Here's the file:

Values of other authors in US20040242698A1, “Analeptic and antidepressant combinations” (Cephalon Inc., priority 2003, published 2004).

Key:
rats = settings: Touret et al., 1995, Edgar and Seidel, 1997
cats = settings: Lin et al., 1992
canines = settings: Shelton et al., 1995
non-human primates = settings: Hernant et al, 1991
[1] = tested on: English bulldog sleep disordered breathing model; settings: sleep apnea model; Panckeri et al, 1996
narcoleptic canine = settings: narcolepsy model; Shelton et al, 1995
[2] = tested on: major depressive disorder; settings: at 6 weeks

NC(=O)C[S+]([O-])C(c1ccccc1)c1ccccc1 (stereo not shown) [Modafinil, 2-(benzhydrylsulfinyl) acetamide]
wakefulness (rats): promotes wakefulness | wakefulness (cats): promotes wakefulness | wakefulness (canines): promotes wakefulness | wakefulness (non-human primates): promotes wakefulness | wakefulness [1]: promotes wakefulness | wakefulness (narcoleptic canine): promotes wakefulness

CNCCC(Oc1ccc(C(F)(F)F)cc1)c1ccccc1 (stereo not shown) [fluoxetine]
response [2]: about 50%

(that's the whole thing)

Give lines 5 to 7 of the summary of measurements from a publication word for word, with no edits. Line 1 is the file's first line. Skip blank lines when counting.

canines = settings: Shelton et al., 1995
non-human primates = settings: Hernant et al, 1991
[1] = tested on: English bulldog sleep disordered breathing model; settings: sleep apnea model; Panckeri et al, 1996